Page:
Module and Programme Catalogue

Search site

Find information on

This module is inactive in the selected year. The information shown below is for the academic year that the module was last running in, prior to the year selected.

2018/19 Undergraduate Module Catalogue

HIST2170 Patient Voices: Medicine and Healthcare in the Middle Ages

20 creditsClass Size: 28

Module manager: TBC
Email: TBC

Taught: Semester 1 View Timetable

Year running 2018/19

This module is approved as a discovery module

Module summary

What happened when people were ill in the Middle Ages? This course explores the history of medicine in the medieval period as much as is possible from the point of view of the sick. Students will start by examining medieval concepts of health, healing and disease, and then go on to consider the health needs of several different social groups: poor people, kings, townsfolk, women, children, the elderly, diseased and insane across a broad chronological and geographical period, and the various ways they went about curing illness and preventing disease. Through discussion of these groups students will come across a wide variety of medical practitioners and health providers including itinerant toothpullers, university-trained physicians, saints, surgeons, magicians and midwives, and analyse their training, theories and the relationship they have with their patients. The intention is to study the choices of the medieval sick in context, using a broad range of primary sources and a number of different historical approaches.

Objectives

On completion of this module students will have a better understanding of medieval ideas about medicine and healthcare in specific social and historical contexts. They will have a much wider knowledge of medieval religion, law, popular and elite culture, social structure and daily life. They will be able to interpret primary sources and evaluate historiographical approaches

Skills outcomes
Students will gain the skills to interpret and analyse both visual and textual evidence and evaluate different approaches to a subject. They will gain the ability to convey knowledge in written and oral form in a group context.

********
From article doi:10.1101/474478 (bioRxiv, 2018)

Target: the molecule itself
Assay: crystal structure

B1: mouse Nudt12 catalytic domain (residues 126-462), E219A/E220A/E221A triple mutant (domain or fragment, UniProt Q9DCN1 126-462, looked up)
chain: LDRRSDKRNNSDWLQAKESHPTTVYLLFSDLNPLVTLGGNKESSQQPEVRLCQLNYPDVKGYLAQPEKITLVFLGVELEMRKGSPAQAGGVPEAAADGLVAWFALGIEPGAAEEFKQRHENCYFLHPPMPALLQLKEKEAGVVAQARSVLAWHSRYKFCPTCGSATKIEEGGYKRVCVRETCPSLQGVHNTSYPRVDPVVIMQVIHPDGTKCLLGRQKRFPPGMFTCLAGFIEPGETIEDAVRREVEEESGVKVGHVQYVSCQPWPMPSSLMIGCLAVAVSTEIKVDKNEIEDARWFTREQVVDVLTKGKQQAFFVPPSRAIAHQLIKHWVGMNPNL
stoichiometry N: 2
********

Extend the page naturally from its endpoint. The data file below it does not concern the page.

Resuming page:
Syllabus

This course will start with an introduction to medieval medical history and the different historical approaches used for the study of the sick. Then after an overview of the patient-practitioner relationship as it changed between the ancient and renaissance periods, the course will examine different kinds of patients, divided both socially - poor, rich, townsfolk, kings and their courts - and by disease - male and female specific diseases, children, the old, the insane and those with plague, leprosy and other medieval conditions. There will also be an opportunity to examine surgical and other therapeutic methods and the course will end with a discussion of whether the sixteenth century was a crucial turning point in the treatment of the sick

Teaching methods

Delivery typeNumberLength hoursStudent hours
Lecture111.0011.00
Tutorial91.009.00
Private study hours180.00
Total Contact hours20.00
Total hours (100hr per 10 credits)200.00

Private study

Exam preparation; researching, preparing, and writing assignments; undertaking set reading; and self-directed reading around the topic.

Opportunities for Formative Feedback

Contributions to class discussions, an assessed exercise or exercises worth 10% of module marks, an assessed essay.

Methods of assessment


Coursework
Assessment typeNotes% of formal assessment
Essay1 x 2,000 word assessed essay to be delivered by 12 noon Monday of Week 840.00
Written WorkArticle review of 500 words, due by 12 noon Monday of week 1110.00
Total percentage (Assessment Coursework)50.00

Normally resits will be assessed by the same methodology as the first attempt, unless otherwise stated


Exams
Exam typeExam duration% of formal assessment
Standard exam (closed essays, MCQs etc)2 hr 50.00
Total percentage (Assessment Exams)50.00

Normally resits will be assessed by the same methodology as the first attempt, unless otherwise stated

Reading list

The reading list is available from the Library website

Last updated: 02/07/2018

Disclaimer

Browse Other Catalogues

Errors, omissions, failed links etc should be notified to the Catalogue Team.PROD

© Copyright Leeds 2019